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November 02, 2012

ACC clarifies UM bowl timing; Media column: Highs and lows of NFL TV coverage

Please see our last post from Friday afternoon for details on what the ACC is saying regarding the timing for UM's decision on whether to go to a bowl game. Meanwhile, here's this week's media column:

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Midseason NFL TV views from the couch:

### How would these NFL studio shows fill time without all the quarterback bashing? Some of the criticism seems valid, including Terry Bradshaw, Boomer Esiason and others calling out Chicago’s Jay Cutler for behaving immaturely.

But some of it borders on nonsense. There was former Redskin LaVar Arrington, a guest analyst on Showtime’s Inside the NFL, insisting Peyton Manning cannot throw the deep ball anymore, obviously unaware that his deep ball accuracy (now 16 for 31 on passes thrown 20 yards or more) ranks among the league’s best.

There was NFL Network’s Warren Sapp asserting opposing defenses aren’t afraid of Manning, who leads the league in passer rating.

And then there’s CBS’ Shannon Sharpe, who has become a quarterback killer. He called for Michael Vick to be benched (incorrectly claiming he would be replaced by Nick Foles if the Eagles lost last week), said of Tony Romo: “I’m tired of people making excuses for him. He can’t get it done”; and ripped Cam Newton for being so negative in postgame news conferences. All fair.

But Sharpe’s rip-job on Aaron Rodgers seemed unwarranted; he said Rodgers always looks to blame others and “just because he’s MVP doesn’t mean you’re a great person.” Where did that come from?

Even NBC’s Bob Costas, when interviewing Rodgers, told him: “You wear celebrity and fame as gracefully as any athlete I’ve seen.”

### The idea made sense at the time: replacing blowhard Sapp with guest analysts on Showtime’s Inside the NFL.

But aside from Cowher, Showtime’s parade of guests, including Arrington and Kris Jenkins, has been seriously underwhelming. Chad Johnson and Lawrence Taylor were fine talking about themselves but offered surprisingly little of substance about the sport.

Taylor asserted the Giants defensive linemen “are the only ones who play any defense” in the league. What about the 49ers and Bears, among others, L.T.?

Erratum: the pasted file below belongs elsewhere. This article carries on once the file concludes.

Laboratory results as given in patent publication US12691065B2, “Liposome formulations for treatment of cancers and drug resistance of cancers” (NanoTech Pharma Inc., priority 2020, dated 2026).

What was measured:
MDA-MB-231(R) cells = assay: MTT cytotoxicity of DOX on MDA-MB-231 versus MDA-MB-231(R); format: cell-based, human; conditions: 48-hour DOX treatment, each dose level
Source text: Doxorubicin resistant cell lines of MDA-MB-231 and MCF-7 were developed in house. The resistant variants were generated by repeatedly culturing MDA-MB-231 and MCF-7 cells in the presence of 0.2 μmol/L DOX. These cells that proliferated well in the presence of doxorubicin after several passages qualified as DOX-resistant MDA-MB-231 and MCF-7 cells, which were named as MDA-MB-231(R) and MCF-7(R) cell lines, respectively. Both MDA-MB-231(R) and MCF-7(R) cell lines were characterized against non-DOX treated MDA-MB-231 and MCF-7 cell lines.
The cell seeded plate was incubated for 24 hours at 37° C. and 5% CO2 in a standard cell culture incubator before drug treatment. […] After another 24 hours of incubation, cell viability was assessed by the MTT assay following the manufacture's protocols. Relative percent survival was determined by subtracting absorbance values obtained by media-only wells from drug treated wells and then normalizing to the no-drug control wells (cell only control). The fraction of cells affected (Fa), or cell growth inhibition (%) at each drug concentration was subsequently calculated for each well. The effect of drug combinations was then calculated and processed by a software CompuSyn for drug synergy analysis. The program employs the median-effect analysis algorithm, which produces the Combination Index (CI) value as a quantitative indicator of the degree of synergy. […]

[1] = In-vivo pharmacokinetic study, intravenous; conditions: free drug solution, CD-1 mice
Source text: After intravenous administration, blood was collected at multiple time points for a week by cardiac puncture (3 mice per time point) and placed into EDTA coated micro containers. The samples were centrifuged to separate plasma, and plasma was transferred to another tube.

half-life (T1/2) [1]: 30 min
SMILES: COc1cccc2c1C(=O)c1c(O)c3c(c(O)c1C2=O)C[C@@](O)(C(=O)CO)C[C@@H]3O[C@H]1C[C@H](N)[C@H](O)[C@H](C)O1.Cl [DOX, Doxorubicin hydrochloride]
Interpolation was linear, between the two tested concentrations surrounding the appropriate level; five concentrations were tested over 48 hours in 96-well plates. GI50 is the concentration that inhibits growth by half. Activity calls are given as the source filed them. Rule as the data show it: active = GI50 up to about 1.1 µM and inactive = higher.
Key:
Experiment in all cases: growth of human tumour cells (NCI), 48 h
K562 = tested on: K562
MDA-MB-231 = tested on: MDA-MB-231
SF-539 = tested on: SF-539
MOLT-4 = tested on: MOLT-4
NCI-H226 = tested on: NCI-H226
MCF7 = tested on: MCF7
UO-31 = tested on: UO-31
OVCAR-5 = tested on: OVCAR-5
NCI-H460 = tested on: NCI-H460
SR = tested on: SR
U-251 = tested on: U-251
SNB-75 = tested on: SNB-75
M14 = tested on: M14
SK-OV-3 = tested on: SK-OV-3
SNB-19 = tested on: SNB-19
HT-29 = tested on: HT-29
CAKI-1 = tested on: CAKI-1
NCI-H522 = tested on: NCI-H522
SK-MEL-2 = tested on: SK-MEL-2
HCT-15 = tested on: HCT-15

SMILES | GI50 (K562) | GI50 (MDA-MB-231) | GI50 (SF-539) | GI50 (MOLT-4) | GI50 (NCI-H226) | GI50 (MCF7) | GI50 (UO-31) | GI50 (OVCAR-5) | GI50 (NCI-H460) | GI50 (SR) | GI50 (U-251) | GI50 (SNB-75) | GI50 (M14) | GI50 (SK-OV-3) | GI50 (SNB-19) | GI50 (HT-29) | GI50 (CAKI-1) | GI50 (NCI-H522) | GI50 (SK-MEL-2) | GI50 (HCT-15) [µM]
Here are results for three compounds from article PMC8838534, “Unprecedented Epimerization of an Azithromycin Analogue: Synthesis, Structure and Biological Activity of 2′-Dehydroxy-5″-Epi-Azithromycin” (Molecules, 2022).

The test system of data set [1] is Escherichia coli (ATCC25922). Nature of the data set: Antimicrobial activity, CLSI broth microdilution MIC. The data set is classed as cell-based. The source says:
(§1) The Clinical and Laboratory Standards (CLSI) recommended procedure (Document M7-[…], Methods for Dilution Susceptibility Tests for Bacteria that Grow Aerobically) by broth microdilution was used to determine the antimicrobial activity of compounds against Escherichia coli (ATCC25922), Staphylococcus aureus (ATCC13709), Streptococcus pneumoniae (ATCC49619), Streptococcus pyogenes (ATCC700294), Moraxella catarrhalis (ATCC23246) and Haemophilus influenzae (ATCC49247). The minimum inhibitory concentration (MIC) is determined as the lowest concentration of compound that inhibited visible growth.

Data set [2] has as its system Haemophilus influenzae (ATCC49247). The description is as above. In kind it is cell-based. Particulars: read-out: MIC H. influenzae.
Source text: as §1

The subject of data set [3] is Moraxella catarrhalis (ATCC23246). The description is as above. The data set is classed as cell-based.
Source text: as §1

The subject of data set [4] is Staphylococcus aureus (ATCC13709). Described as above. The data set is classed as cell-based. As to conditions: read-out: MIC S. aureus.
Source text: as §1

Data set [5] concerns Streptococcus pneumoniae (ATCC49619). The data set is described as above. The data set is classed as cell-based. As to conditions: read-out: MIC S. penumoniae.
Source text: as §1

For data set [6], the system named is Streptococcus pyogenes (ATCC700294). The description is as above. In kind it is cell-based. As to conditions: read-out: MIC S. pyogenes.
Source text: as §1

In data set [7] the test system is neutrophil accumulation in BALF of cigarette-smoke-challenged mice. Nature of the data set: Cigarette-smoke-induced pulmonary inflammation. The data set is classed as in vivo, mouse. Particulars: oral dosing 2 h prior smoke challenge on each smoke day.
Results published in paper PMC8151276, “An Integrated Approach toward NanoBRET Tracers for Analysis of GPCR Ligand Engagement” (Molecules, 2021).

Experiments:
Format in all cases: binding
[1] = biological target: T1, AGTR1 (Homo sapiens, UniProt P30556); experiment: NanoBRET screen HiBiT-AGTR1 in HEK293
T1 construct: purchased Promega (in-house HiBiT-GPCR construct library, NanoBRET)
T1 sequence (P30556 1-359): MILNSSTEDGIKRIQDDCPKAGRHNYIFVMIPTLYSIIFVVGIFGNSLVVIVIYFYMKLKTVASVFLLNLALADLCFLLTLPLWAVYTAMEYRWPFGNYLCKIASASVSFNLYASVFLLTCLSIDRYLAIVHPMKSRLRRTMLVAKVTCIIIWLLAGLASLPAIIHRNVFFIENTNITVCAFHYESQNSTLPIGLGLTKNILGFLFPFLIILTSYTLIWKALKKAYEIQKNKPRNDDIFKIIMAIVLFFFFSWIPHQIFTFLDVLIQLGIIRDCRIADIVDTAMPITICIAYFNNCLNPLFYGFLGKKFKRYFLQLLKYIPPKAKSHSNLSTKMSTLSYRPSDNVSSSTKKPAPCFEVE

For this “guest analyst” concept to work, Showtime needs personalities who can educate or entertain or preferably, both. Why not ask NBC or Fox to use Tony Dungy, Rodney Harrison, Troy Aikman, Howie Long or Jimmy Johnson for a week in exchange for promotional considerations?

Why not use a CBS analyst such as Esiason, considering CBS and Showtime share common ownership? If Showtime fills the fourth chair with a permanent presence next season, NFL Network’s LaDainian Tomlinson deserves strong consideration.  


### Biggest goof: NFL Network’s Brad Nessler calling a potential game-winning missed late field goal “good” for Pittsburgh against Tennessee… Shakiest prediction: CBS’ Cowher saying the Chiefs would make the playoffs.

### Biggest disappointment: Comedian Rob Riggle on Fox. The man he replaced, Frank Caliendo, joined ESPN and delivered sharp impersonations of Jon Gruden, Herm Edwards and Chris Berman…. Best rookies: Tomlinson, ESPN’s Jason Taylor and NBC’s Hines Ward, who relayed that a grandfather, father and 5-year-old (all Ravens fans) shot him a simultaneous obscene gesture when he played for the Steelers.

### Best moves by the league: Starting the Thursday night package in September and moving some late-afternoon start times to 4:25 p.m., meaning less overlap with early games.  

### Biggest waste of time: All network prediction segments. This sums it up: NFL Network’s Marshall Faulk picked the Seahawks because “I flipped a coin and it landed on Seattle.”

### Best idea: Fox’s Long, suggesting players who cause injuries with illegal hits or blocks should be suspended for the same amount of time the injured player misses.

### Oddest sideline report: Fox’s Pam Oliver complaining about 49ers coach Jim Harbaugh for not giving her more information during a halftime interview. “I got Harbaughed!”

### Oddest use of the language: To NFL Network’s Mike Mayock, who needs to give viewers his own dictionary. To Mayock, a player isn’t slow. He’s “speed deficient.”

Frank Gore hits the hole hard, but Mayock prefers to say he’s a good “point of insertion back.” And you don’t want Mayock to scold you for “bad backside discipline.”

### Strangest idea: Cowher insisting the Jets should play Mark Sanchez the first two series, Tim Tebow the third and then stick with whoever does better. Dan Marino scoffed at that.

### Best debate: Marino’s ranking of first- and second-year quarterbacks. CBS’ Cowher said Marino had no business putting Andy Dalton (fourth) ahead of Ryan Tannehill (fifth) and Brandon Weeden (sixth).

### Best outside-the-box personnel move: NFL Network hiring Andrea Kremer to report exclusively on health and safety issues. There’s opportunity for good journalism here – which Kremer excels at. Previously concussed Raiders receiver Darius Heyward-Bey told Kremer he can’t be worrying about his brain.

### Flex schedule update: Every NBC Sunday night game might survive except Jets-Chargers Dec. 23. But the Dolphins likely won't be a candidate for a Sunday night game that week because they play Buffalo.